Broadcasting company Sinclair recently sold its free, ad-supported streaming TV (FAST) service STIRR to Thinking Media, a startup offering cloud-based streaming solutions for fast and over-the-top (OTT) services. The new owners have ambitious plans for the streamer, including international expansion, tripling its on-demand content library and becoming an AI-native streamer with advanced search capabilities.
CordCuttersNews broke the news of the deal, which was officially finalized two weeks ago. The acquisition comes as fast-paced viewership grows among consumers looking to save money as more premium streamers raise their subscription prices. According to Samba TV, 1 in 3 US consumers will subscribe to FAST services by 2023.
When Sinclair launched STIRR in 2019, the service included more than 100 free, ad-supported live TV channels and more than 5,000 hours of TV shows and movies. As of this writing, the live channels have been removed from the streaming platform, but there is still content on demand.
STIRR is going to triple its on-demand content in the next few months, Thinking Media founders Todd Carter (CEO) and Scott Schlichter (President) told TechCrunch.
“We haven't brought in the local stations that Sinclair has taken from their station group for a variety of reasons,” said Schlichter, founder of digital talent and brand agency Dogma Studios. Trying to do. From a linear perspective, you're going to see content that's very familiar to what's been there before.
The company is currently renegotiating several previous content licensing agreements, so by the end of March, viewers should start seeing many titles returning to STIRR, as well as brand new content.
STIRR is adding more niche categories to target a wider audience. By June, STIRR will add categories such as travel and exploration, fitness and wellness, cooking, automotive, technology and innovation, fashion, home improvement and DIY, education, gaming, and news and opinion. STIRR's catalog is currently relatively bare, with only a few genres including adventure, comedy, documentaries, drama, horror, mystery, sports and children's content.
“If you think about the TV market today, it's one-size-fits-all and they're targeting a small number of very large, general audiences. We're interested in a very large number of small niche intent-based audiences,” says Carter, who previously co-founded technology and media firm SEEEN.
Thinking Media is also working to acquire international rights to support its growth plans. In the first and second quarters of 2024, STIRR is set to expand to the UK, Australia, New Zealand and Ireland. It will also launch Spanish-language content and programming in LATAM territories.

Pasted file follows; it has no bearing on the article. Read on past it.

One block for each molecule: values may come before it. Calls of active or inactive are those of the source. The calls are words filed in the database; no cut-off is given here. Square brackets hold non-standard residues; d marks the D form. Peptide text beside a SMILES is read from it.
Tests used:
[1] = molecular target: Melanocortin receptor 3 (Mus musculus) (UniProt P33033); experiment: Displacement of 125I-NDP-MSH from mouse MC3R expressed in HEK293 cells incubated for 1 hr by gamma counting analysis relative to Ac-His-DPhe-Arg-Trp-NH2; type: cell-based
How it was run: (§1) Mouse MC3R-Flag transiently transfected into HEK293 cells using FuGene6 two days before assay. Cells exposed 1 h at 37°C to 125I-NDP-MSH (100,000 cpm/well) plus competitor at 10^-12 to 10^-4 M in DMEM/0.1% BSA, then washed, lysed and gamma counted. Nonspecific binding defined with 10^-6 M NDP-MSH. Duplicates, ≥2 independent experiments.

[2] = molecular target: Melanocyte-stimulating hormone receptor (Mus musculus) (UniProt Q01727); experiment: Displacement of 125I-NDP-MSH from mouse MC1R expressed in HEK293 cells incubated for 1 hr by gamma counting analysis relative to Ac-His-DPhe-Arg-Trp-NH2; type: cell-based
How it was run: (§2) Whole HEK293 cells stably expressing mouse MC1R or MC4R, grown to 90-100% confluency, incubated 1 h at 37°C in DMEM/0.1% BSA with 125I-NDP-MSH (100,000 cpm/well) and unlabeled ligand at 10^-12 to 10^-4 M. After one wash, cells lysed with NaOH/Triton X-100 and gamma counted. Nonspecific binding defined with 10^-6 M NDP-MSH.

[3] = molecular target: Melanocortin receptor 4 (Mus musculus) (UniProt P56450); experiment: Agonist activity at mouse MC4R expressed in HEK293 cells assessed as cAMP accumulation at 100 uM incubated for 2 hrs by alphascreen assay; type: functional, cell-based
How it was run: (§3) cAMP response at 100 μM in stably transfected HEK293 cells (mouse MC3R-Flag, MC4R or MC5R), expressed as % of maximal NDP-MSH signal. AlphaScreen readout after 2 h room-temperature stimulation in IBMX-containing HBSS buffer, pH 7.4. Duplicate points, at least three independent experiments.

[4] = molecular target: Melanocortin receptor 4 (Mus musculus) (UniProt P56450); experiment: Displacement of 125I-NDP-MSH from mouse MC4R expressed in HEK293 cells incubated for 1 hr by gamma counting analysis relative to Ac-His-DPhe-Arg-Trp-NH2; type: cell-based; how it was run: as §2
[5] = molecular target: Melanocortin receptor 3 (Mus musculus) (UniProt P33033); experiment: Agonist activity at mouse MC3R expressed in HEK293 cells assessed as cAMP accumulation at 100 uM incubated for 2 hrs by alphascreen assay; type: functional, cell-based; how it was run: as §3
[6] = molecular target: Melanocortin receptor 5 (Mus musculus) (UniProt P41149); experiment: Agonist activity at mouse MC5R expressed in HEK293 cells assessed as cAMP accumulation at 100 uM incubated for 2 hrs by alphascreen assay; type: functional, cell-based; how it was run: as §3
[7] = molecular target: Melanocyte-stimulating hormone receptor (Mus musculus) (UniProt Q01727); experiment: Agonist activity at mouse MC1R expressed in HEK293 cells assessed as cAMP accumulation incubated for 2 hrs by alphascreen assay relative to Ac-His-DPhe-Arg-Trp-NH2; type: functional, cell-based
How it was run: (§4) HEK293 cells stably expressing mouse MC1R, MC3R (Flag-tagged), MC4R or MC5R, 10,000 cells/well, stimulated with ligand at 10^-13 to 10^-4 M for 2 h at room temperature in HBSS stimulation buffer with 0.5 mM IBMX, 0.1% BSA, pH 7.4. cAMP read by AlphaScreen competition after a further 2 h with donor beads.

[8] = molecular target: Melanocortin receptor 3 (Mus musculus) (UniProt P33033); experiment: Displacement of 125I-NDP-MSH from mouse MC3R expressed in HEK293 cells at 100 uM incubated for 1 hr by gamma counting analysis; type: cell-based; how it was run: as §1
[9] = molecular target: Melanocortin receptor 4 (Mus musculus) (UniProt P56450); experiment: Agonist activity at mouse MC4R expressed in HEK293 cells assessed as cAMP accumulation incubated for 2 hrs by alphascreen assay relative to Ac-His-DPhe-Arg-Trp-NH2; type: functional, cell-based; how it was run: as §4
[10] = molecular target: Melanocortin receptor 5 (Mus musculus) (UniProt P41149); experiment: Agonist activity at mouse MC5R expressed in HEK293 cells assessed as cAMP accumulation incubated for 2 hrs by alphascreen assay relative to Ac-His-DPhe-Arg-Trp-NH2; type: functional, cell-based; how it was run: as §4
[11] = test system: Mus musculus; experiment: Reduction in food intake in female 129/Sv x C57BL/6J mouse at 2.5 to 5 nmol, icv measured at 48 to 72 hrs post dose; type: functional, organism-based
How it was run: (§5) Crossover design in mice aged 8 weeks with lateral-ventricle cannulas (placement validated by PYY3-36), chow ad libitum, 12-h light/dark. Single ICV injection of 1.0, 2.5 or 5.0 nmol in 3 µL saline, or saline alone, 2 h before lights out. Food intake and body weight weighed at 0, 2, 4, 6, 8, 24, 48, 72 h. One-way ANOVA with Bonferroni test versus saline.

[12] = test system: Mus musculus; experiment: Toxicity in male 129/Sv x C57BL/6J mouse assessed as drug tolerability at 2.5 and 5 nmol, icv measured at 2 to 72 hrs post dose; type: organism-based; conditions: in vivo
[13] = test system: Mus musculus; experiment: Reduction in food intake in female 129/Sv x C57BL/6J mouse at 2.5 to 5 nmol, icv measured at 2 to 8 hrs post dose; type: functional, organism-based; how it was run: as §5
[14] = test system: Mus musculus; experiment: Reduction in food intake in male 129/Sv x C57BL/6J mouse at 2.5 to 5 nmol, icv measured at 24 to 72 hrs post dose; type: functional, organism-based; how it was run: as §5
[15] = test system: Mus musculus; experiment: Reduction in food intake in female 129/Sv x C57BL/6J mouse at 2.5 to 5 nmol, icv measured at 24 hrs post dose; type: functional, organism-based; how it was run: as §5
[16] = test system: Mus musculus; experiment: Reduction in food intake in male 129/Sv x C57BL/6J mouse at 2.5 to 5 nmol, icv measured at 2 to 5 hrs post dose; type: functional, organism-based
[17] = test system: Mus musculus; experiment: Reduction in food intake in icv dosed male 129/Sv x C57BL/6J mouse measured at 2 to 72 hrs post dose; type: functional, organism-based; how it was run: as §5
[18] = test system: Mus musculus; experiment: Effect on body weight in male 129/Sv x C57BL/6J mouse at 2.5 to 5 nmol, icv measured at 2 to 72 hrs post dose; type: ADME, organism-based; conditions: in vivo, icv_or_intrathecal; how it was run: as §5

STIRR is currently available worldwide on the web, Apple TV, iOS and Android devices. “It will soon be available for other smart TV platforms such as Tizen, Amazon Fire and Roku once the transfer of those App Store accounts from Sinclair Broadcast Group to Thinking Media is complete,” the company said.
“(STIRR has) 8.5 to 10 million installs across all major platforms. We want to embrace that and we want you to realize that it's still in-house and we're going to give you the content you want and we're going to add to it and bring new features that we think you'll enjoy. Schlichter added.
In addition to content, Thinking Media also plans to integrate its proprietary features into the platform, starting with “Key Video Moments” to signal second-screen behavior by turning mobile phones into a companion device. Specifically, bringing search engine results to STIRR.
“We are talking about synchronizing; Your mobile phone and your television being in sync while you're watching,” says Schlichter, using popular competition show “Hell's Kitchen” as an example. By bringing a web user experience to STIRR, viewers can simultaneously search for a recipe while watching their favorite chef.
“If you're a fan of a show and you want to somehow get more involved with that show, there's no way to do that on any existing platform… You go to Facebook, Instagram, Twitter, Discord or Reddit, but not (a streaming service). This idea comes down to TV web integration and user journeys,” Carter said.
“Key video moments” are also partly a social feature, Carter added. Viewers can share their findings on social media and messaging platforms.
STIRR's UI is simpler than its faster competitors, thus giving new life to the service by introducing innovative features.
“There's this incredible opportunity to think of STIRR as a lab for TV web innovation… to build on what Sinclair Broadcast Group has created and take it to the next level,” added Carter.
Thinking Media has already made other technical improvements to the STIRR platform, including replacing its video player with a new “interactive” one that offers HLS (HTTP live streaming) and ultra-low latency transmission, which Carter explained is prime for a “synchronized audience.” There's also WebRTC support, which leads us to believe that STIRR will eventually have a live chat function.
In addition, the company has changed the entire back end, which is now based on the Content Data Graph, which combines data from various sources, similar to Google's Knowledge Graph.